by on July 24, 2012, in

Finding and Removing Orphaned SIDs in File Permissions, or: Busting the Ghosts Built Into Windows 7

Due to a lack of visibility permission cleanup is performed far less frequently than it could, and probably should. As a result, ghost ACEs (permissions from deleted accounts) linger in the dark corners of the file system, threatening the unsuspecting admin with the horrors of unresolvable SIDs.

One way to increase visibility is to replace Windows’ horrible ACL Editor (the non-resizable always-too-small window that pops up when you try to take a peek at a file’s permissions) with something nicer. Another way is for people who like to get their hands dirty on the command line: SetACL, the free permissions management tool, just got new capabilities that greatly facilitate the hunt for ghost ACEs.

Ghost Hunt

To have some fun while explaining how this works I am not going to do it on a file server you know nothing about but analyze a plain Windows 7 installation. Let’s see if we can find any ghosts in the default permissions!

The command we need is simple enough:

SetACL -on C:\ -ot file -actn list -lst oo:y;f:tab -rec cont

Issued from an elevated command prompt this instructs SetACL to read the permissions of every single folder on drive C: but print only those permissions where it finds SIDs that cannot be resolved to account names – in other words ghost ACEs. On my machine the resulting output looks like this:

C:\$Recycle.Bin\S-1-5-21-3472219541-3377705288-1674522210-1005
   DACL(protected):
   S-1-5-21-3472219541-3377705288-1674522210-1005   full   allow   container_inherit+object_inherit

C:\ProgramData\Microsoft\eHome\SharedSBE
   DACL(not_protected+auto_inherited):
   S-1-5-80-2913099195-3001839937-1914692661-1563395363-459793767   change+FILE_DELETE_CHILD   allow   no_inheritance
   S-1-5-80-2913099195-3001839937-1914692661-1563395363-459793767   change+FILE_DELETE_CHILD   allow   container_inherit+object_inherit+inherit_only

C:\ProgramData\Microsoft\Network\Connections
   DACL(protected+auto_inherited):
   S-1-5-80-3906544942-1489856346-3706913989-164347954-1900376235   full   allow   no_inheritance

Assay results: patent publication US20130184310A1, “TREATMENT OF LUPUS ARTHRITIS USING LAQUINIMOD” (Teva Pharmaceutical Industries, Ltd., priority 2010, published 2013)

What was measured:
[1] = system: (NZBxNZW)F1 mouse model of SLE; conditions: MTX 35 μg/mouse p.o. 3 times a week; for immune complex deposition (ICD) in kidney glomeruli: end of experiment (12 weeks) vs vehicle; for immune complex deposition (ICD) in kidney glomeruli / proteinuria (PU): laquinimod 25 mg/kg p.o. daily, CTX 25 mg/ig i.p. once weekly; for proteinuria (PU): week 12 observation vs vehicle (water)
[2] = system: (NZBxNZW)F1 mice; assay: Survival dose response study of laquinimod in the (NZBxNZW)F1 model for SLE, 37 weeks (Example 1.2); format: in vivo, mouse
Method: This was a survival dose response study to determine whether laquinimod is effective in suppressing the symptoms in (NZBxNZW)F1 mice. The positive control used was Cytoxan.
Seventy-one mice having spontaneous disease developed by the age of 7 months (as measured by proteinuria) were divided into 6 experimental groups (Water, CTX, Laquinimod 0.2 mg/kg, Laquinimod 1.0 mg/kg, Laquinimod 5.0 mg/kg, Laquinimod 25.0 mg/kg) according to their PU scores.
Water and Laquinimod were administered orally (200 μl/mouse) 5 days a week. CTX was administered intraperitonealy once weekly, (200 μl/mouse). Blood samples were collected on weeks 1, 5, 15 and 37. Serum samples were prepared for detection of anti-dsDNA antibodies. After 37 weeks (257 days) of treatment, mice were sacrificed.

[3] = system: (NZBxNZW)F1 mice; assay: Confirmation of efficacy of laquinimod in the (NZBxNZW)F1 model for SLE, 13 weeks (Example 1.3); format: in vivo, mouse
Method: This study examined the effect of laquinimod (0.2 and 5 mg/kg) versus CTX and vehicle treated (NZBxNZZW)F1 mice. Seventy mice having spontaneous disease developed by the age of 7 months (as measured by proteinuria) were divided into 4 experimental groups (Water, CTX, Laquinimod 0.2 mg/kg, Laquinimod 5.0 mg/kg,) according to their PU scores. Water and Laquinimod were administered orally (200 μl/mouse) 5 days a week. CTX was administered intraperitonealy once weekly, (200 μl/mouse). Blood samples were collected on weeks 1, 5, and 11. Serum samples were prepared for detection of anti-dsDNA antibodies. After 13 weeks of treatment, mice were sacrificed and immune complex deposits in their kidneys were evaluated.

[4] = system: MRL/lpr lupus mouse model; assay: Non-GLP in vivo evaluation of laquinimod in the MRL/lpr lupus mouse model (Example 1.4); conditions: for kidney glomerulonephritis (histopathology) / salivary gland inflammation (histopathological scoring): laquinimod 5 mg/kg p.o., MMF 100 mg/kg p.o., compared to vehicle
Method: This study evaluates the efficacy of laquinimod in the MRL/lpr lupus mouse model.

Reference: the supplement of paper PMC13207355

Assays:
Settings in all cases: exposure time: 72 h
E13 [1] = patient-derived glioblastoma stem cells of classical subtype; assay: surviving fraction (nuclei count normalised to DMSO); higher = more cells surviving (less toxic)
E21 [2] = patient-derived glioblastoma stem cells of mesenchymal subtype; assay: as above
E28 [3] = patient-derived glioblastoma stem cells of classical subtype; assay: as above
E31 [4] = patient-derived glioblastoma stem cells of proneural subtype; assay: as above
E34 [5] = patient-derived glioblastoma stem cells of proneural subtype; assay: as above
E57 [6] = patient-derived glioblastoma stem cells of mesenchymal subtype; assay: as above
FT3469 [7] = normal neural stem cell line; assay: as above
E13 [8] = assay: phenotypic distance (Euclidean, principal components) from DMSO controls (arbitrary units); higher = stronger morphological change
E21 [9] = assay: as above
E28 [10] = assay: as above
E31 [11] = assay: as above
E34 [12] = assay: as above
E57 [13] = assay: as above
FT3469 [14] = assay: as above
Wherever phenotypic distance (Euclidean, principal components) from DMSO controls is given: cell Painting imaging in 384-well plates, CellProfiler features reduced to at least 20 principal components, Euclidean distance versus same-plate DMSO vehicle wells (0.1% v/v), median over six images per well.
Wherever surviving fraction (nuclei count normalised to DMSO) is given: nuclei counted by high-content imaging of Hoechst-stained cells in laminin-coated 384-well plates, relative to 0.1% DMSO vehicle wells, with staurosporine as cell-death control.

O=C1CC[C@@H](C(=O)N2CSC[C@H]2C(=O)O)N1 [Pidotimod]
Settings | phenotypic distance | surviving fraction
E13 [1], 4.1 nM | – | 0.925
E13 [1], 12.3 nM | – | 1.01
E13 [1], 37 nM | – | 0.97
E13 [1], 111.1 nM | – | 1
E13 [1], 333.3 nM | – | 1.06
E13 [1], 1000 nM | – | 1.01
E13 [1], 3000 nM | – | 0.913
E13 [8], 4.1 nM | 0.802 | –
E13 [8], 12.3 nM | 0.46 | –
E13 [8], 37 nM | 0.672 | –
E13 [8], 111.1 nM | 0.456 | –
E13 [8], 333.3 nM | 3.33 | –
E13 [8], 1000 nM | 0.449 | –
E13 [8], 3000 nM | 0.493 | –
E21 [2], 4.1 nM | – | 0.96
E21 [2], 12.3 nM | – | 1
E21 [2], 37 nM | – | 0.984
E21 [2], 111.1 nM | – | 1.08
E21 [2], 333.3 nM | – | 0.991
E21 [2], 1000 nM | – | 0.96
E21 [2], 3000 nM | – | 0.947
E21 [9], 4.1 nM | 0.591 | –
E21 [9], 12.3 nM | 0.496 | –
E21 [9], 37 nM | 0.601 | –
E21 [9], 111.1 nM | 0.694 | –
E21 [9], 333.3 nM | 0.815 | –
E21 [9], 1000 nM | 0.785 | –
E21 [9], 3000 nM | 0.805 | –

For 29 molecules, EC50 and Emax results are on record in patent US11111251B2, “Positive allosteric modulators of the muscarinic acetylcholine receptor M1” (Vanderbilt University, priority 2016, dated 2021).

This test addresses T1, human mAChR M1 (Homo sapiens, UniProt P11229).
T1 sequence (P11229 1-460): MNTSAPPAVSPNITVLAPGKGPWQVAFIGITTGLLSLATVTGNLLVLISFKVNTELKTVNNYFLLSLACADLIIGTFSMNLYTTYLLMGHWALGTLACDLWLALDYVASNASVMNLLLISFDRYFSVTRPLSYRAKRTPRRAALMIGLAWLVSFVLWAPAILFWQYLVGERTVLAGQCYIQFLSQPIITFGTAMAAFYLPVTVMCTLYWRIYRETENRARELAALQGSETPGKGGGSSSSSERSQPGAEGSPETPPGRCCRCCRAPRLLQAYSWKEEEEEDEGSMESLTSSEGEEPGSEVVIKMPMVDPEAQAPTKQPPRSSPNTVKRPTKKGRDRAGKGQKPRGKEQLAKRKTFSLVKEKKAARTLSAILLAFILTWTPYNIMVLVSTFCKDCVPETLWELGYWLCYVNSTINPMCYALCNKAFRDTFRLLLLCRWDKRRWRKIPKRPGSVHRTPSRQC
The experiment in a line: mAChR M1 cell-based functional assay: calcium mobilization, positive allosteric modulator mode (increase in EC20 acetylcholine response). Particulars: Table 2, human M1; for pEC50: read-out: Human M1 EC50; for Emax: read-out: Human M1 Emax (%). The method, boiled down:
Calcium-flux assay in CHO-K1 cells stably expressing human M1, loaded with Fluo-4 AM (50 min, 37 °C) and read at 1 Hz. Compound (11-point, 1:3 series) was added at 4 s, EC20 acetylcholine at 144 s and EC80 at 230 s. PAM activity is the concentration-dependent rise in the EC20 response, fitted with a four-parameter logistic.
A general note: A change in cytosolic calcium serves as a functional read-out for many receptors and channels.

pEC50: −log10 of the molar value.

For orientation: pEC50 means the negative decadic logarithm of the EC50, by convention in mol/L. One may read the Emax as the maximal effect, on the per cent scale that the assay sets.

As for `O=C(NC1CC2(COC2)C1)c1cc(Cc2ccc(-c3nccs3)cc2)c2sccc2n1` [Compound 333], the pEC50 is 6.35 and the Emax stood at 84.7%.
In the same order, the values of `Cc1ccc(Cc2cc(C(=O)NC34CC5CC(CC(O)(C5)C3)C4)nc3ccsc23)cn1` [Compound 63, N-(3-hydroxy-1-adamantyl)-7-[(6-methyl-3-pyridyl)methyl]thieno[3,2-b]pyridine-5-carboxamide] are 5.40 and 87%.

S-1-5-80-3906544942-1489856346-3706913989-164347954-1900376235   full   allow   container_inherit+object_inherit+inherit_only

C:\Users\Public\Recorded TV
   DACL(not_protected+auto_inherited):
   S-1-5-80-2913099195-3001839937-1914692661-1563395363-459793767   change+FILE_DELETE_CHILD   allow   no_inheritance
   S-1-5-80-2913099195-3001839937-1914692661-1563395363-459793767   change+FILE_DELETE_CHILD   allow   container_inherit+object_inherit+inherit_only

The first entry is the recycle bin of a deleted user account, but the others? Two different SIDs from different domains that are unknown to my machine (which, by the way, has never been a domain member). Since these two SIDs are part of the permissions of directories managed by the operating system my guess is that some developer at Microsoft used internal SIDs in his code.

Our first experiment was already pretty rewarding, but what if we go a step further? In its default configuration SetACL processes only the DACL when listing permissions, but it is well capable of dealing with SACL, owner and even primary group, too. So let’s rerun the command but this time looking for ghost SIDs in the object owners and SACLs:

SetACL -on C:\ -ot file -actn list -lst oo:y;f:tab;w:o,s -rec cont

Output:

C:\$Recycle.Bin\S-1-5-21-3472219541-3377705288-1674522210-1005
   Owner: S-1-5-21-3472219541-3377705288-1674522210-1005

Nothing much new here – the fact that the deleted user was the owner of his recycle bin directory does not come as a surprise. So let’s try something more obscure and scan each directory’s primary group (in case you do not know what that is: read this):

SetACL -on C:\ -ot file -actn list -lst oo:y;f:tab;w:g -rec cont

Wow, the output of that won’t stop. To keep this article from overflowing your browser I had to cut it off:

C:\Program Files\Common Files\Microsoft Shared\Triedit
   Group: S-1-5-21-1041401143-703221828-2223641765-513

C:\Program Files\Common Files\SpeechEngines\Microsoft\TTS20\de-DE
   Group: S-1-5-21-1041401143-703221828-2223641765-513

C:\Program Files\Microsoft Games\Chess\de-DE
   Group: S-1-5-21-1041401143-703221828-2223641765-513

C:\Program Files\Microsoft Games\FreeCell\de-DE
   Group: S-1-5-21-1041401143-703221828-2223641765-513

C:\ProgramData\Microsoft\Assistance\Client\1.0\de-DE
   Group: S-1-5-21-1041401143-703221828-2223641765-513

C:\ProgramData\Microsoft\eHome
   Group: S-1-5-21-1041401143-703221828-2223641765-513

C:\ProgramData\Microsoft\Windows\Start Menu\Programs\Accessories\Tablet PC
   Group: S-1-5-21-1041401143-703221828-2223641765-513

C:\ProgramData\Microsoft\Windows NT\MSFax\VirtualInbox
   Group: S-1-5-21-1041401143-703221828-2223641765-513

C:\Users\Default\AppData\Roaming\Media Center Programs
   Group: S-1-5-21-1041401143-703221828-2223641765-513

C:\Users\Public\Recorded TV
   Group: S-1-5-21-1041401143-703221828-2223641765-513

C:\Windows\assembly\GAC_32\AuditPolicyGPManagedStubs.Interop
   Group: S-1-5-21-1041401143-703221828-2223641765-513

[...]

This SID is everywhere! While we cannot say which domain it is from (other than that it is probably internal to Microsoft), we notice that the RID is always similar – and quite well-known: 513 stands for Domain Users. Interestingly, running this command on Server 2008 R2 and a different Windows 7 computer yields similar results – but a different domain SID.

Busting the Ghosts

I would not recommend doing it for drive C:\, but after searching your file server for ghost ACEs you probably want to remove them. SetACL has a command for that:

SetACL -on D:\ -ot file -actn delorphanedsids

That gets rid of any ACEs with orphaned SIDs on drive D:\.

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